undefined method `detect' for nil:NilClass #50

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blambeau opened this Issue Apr 4, 2013 · 24 comments

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@blambeau
blambeau commented Apr 4, 2013

Hi,

I'm currently observing a recurrent error in an production app whose backtrace seems rooted in rack-protection. I'm still investigating and trying to reproduce, but if you have any idea...

from vendor/bundle/ruby/1.9.1/gems/rack-protection-1.5.0/lib/rack/protection/base.rb:107:in `html?'
        from vendor/bundle/ruby/1.9.1/gems/rack-protection-1.5.0/lib/rack/protection/frame_options.rb:32:in `call'
        from vendor/bundle/ruby/1.9.1/gems/rack-1.5.2/lib/rack/nulllogger.rb:9:in `call'
        from vendor/bundle/ruby/1.9.1/gems/rack-1.5.2/lib/rack/head.rb:11:in `call'
        from vendor/bundle/ruby/1.9.1/gems/sinatra-1.4.2/lib/sinatra/base.rb:172:in `call'
        from vendor/bundle/ruby/1.9.1/gems/sinatra-1.4.2/lib/sinatra/base.rb:1947:in `call'
        from vendor/bundle/ruby/1.9.1/gems/sinatra-1.4.2/lib/sinatra/base.rb:1610:in `block in call'
        from vendor/bundle/ruby/1.9.1/gems/sinatra-1.4.2/lib/sinatra/base.rb:1693:in `synchronize'
        from vendor/bundle/ruby/1.9.1/gems/sinatra-1.4.2/lib/sinatra/base.rb:1610:in `call'

Thanks!

@rkh
Member
rkh commented Apr 4, 2013

That would indicate that @app.call(env) is not returning a rack tuple, as the second element is nil instead of a header hash.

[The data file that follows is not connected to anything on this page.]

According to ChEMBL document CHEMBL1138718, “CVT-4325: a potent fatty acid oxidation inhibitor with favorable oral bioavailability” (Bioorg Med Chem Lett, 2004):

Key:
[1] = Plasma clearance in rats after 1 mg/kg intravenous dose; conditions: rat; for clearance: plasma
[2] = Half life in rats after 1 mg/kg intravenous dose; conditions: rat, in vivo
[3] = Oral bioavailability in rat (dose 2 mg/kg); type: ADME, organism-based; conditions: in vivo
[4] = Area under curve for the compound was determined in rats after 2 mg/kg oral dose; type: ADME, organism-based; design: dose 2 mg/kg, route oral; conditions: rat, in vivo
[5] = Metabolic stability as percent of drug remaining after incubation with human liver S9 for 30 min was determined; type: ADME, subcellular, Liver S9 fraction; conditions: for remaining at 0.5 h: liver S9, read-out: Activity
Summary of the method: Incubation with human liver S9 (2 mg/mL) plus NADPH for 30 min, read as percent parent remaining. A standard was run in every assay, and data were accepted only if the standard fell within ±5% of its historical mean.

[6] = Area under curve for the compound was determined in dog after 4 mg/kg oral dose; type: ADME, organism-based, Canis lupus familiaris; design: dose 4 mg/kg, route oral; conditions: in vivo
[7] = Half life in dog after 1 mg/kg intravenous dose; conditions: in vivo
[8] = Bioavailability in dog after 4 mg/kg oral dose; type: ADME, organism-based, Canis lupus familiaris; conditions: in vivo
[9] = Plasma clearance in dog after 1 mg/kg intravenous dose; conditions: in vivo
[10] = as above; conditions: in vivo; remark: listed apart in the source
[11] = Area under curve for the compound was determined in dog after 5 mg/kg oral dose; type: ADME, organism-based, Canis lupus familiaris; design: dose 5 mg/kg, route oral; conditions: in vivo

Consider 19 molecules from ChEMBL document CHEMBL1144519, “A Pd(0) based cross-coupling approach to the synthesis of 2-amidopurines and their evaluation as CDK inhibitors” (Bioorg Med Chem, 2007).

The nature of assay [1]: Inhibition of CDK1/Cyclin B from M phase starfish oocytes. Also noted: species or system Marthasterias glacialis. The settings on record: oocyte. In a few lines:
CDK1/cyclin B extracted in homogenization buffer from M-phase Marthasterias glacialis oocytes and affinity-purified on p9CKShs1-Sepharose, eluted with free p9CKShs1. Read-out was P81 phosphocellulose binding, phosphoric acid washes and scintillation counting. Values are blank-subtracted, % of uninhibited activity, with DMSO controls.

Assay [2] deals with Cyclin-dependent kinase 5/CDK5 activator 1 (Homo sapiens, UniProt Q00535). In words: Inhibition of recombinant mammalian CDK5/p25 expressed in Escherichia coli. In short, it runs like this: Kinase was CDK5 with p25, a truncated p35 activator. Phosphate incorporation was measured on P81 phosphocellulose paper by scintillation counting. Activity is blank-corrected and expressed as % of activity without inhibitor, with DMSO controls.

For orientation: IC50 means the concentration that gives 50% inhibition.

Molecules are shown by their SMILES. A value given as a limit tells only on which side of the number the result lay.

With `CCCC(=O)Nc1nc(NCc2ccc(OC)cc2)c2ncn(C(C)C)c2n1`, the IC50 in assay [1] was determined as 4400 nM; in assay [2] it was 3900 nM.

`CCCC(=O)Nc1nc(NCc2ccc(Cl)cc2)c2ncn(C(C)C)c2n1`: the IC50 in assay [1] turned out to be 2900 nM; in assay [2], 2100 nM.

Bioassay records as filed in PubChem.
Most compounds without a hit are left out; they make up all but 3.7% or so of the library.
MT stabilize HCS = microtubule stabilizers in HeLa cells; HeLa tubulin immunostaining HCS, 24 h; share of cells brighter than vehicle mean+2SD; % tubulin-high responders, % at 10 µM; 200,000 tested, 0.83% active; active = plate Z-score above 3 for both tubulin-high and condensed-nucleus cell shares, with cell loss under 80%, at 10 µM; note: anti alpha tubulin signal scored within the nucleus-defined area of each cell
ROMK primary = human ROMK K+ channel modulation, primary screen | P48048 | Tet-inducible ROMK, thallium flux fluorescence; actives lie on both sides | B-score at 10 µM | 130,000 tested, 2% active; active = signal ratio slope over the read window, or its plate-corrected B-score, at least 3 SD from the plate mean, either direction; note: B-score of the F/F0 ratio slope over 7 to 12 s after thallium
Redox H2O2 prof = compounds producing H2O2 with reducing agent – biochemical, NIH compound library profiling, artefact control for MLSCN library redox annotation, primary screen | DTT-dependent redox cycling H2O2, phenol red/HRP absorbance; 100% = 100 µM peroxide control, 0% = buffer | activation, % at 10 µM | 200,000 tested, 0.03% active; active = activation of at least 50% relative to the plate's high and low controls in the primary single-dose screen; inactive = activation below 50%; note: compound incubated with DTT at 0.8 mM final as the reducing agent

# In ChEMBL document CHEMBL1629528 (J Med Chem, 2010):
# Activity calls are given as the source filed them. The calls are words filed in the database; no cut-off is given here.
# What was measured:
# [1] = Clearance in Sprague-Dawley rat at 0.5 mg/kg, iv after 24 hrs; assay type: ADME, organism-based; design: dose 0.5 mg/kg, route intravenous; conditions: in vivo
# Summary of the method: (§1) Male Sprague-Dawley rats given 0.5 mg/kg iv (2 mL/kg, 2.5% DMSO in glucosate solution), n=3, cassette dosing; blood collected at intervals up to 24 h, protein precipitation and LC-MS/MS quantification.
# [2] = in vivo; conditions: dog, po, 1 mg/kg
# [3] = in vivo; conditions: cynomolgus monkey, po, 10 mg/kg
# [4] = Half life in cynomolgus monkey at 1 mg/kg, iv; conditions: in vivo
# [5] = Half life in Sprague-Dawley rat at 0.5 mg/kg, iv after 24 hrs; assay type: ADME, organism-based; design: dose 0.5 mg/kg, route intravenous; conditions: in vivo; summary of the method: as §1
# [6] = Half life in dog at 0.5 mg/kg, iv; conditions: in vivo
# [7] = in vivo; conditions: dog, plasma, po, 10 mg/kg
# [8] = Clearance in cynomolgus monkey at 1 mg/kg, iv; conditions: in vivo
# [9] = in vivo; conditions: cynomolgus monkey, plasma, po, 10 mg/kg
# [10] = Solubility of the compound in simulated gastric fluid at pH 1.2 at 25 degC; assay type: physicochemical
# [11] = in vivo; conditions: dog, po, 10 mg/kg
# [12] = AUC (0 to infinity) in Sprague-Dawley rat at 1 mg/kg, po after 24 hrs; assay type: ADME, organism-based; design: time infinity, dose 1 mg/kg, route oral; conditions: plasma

@rkh
Member
rkh commented Apr 4, 2013

Which, of course, is strange. You can only reproduce this in production?

@blambeau
blambeau commented Apr 4, 2013

I'm still trying to reproduce it outside our production environment... I'll let you know what's wrong and if it's related to sinatra or rack or due to an error on our side.

@bugant
Contributor
bugant commented Apr 6, 2013

Could it be due to the fact that JsonCsrf protection does not check for nil response?
https://github.com/rkh/rack-protection/blob/master/lib/rack/protection/json_csrf.rb#L22

Base, does it correctly instead: https://github.com/rkh/rack-protection/blob/master/lib/rack/protection/base.rb#L47-L49

Suppose you have set the default reaction to ":drop_session", then that react will return nil if I'm not missing something... Do you think it make sense? If it is the case I could send you a PR (with a test this time :D).

Hope it helps

@blambeau
blambeau commented Apr 6, 2013

@bugant might be. could you try to reproduce your scenario with a test?

@bugant bugant added a commit to bugant/rack-protection that referenced this issue Apr 8, 2013
@bugant bugant Add regression test for issue #50
Running specs you get

Failures:

  1) Rack::Protection::JsonCsrf with drop_session as default reaction reset the session
     Failure/Error: get('/', {}, 'HTTP_REFERER' => 'http://evil.com', 'rack.session' => session)
     NoMethodError:
       undefined method `detect' for nil:NilClass
     # ./lib/rack/protection/base.rb:107:in `html?'
     # ./lib/rack/protection/frame_options.rb:32:in `call'
     # ./spec/json_csrf_spec.rb:54:in `block (3 levels) in <top (required)>'
d1f0300
@bugant bugant added a commit to bugant/rack-protection that referenced this issue Apr 8, 2013
@bugant bugant FIX: check for nil response on JsonCsrf protection
Some reaction do not return a response, think for example drop_session. In that case a nil response
would be returned, see issue #50.
eb7e4c9
@bugant
Contributor
bugant commented Apr 10, 2013

@blambeau Does this fix resolve your issue? It did for mine Sinatra app.

@blambeau

@bugant yes it does! thanks :-)

@blambeau

@bugant @rkh may I have a naive question however? Why does Sinatra use a :drop_session default reaction whereas the JsonCsrf class configures a :deny? Is the attack effectively prevented by dropping the session?

@rkh
Member
rkh commented Apr 10, 2013

If you drop the session, no confidential data can be accessed.

@bugant
Contributor